Sunday, September 21, 2008

I Don't Like Rhyming Subtitles

In the "things I complain about that normal people don't and shouldn't care about" category: why is it that most English subtitle translations render song lyrics (and rhyming dialogue, like in Cyrano De Bergerac) in rhyme? Watching foreign-made musicals with the subtitles is, for me, extremely annoying because instead of just giving us a literal translation of what they're singing, the subtitles always twist the meaning around in order to make it rhyme. Les Demoiselles De Rochefort is almost unwatchable with the subtitles for that very reason. Same with the Gerard Depardieu version of Cyrano De Bergerac, with the rhyming subtitles by Anthony Burgess.

It would be one thing if the subtitles were "singing" translations that we could sing along with, but for the most part, they don't fit the music, either (or in the case of Cyrano, the scansion of the original French verse); they just rhyme because the subtitle translator decided we had to know that the song/dialogue is in rhyme. But we can hear that the thing rhymes; we're looking at the subtitles just to get a clear idea of what they're saying. It doesn't help to look at the rhyming subtitles and try to figure out the difference between what's being sung and what the subtitler came up with in order to create these lame rhymes. (Though I admit it has helped my French, because it forces me to listen more closely to the lyrics, since I can't depend on the subtitles to tell me anything.) Just give us the translations and forget about trying to make it rhyme, please.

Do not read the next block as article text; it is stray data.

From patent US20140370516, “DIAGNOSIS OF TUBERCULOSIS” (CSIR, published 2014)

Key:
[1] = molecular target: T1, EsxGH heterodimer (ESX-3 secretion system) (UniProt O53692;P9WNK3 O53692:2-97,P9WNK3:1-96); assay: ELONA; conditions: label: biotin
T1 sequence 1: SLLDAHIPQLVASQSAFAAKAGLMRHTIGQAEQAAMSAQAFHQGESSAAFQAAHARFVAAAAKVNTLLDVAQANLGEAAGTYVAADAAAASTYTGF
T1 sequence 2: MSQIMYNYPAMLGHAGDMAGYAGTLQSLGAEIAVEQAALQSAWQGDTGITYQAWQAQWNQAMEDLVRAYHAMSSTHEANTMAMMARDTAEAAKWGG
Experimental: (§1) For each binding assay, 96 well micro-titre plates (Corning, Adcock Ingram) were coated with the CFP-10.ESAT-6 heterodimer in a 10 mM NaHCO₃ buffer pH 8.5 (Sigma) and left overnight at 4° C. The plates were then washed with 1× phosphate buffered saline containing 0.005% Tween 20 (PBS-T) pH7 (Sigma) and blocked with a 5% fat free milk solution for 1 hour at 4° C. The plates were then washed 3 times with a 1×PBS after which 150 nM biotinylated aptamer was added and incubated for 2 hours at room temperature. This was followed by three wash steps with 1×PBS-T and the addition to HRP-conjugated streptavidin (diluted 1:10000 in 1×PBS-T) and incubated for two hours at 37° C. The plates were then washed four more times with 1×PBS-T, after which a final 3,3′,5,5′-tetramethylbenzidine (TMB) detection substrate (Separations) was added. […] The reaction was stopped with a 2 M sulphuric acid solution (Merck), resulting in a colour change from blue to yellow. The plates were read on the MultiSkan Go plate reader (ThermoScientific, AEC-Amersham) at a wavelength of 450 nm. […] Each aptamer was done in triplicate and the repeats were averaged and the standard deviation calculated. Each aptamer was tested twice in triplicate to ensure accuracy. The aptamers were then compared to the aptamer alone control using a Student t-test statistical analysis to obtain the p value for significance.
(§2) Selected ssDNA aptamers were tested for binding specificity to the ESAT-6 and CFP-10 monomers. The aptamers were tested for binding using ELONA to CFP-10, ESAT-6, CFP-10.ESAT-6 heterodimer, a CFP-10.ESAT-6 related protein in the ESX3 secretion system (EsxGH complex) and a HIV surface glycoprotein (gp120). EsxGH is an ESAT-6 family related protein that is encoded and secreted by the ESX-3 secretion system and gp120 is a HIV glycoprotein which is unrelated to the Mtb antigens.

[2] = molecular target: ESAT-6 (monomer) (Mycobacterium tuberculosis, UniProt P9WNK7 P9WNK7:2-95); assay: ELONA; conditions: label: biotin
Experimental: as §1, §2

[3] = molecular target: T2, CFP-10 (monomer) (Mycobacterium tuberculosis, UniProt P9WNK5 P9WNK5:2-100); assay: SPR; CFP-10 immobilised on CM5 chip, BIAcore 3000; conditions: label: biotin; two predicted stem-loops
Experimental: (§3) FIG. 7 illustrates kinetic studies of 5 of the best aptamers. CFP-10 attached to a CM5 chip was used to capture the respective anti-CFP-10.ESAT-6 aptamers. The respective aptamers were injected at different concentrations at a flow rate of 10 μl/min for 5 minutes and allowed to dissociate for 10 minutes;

3 comments:

Marissa said...

I find the Burgess translation of Cyrano de Bergerac very effective onstage when spoken by actors who know how to perform verse drama, but I can see how it would be annoying to read as subtitles to a French-language movie.

My personal pet peeve about movie subtitles is when the lyrics of a song played in the movie (underscoring a montage sequence, say) are very important to the story or theme, but the subtitles don't even attempt to translate the song. Recent example of this: "La Vie En Rose." Even lame rhymes are better than nothing!

Victor said...

I translated a Russian cartoon version of The Musicians of Bremen for fun once. I made the translation rhyme and be singable, and I think I did a pretty good job. I had to lose a certain amount of meaning to get even a literal translation to make sense in English, and not that much more is lost if you try to make it rhyme and fit the music. So I'm with you on that.

However, I've also translated horrible Russian TV shows and movies for money, and once you do that, and they start singing, you suddenly care a lot less about getting everything just right. So, I assume that's the case with rhyming subtitles that don't fit the music, at least sometimes. I mean, I imagine Criterion hire pros to do their subtitles, and pay them accordingly. But a lot of other people don't, and so you get the results that you get.

For instance, when someone was quoting Mandelstam in one of those horrible Russian movies, I can't say I put too much effort into it.

Jim said...

If you think that that is bad then check out the last thirty seconds or so of the English sub-titled version of this year's French box-office smash Bienvenue Chez Les Ch'tis, where the translator has just given up on what is being said and pulled a random joke from thin air.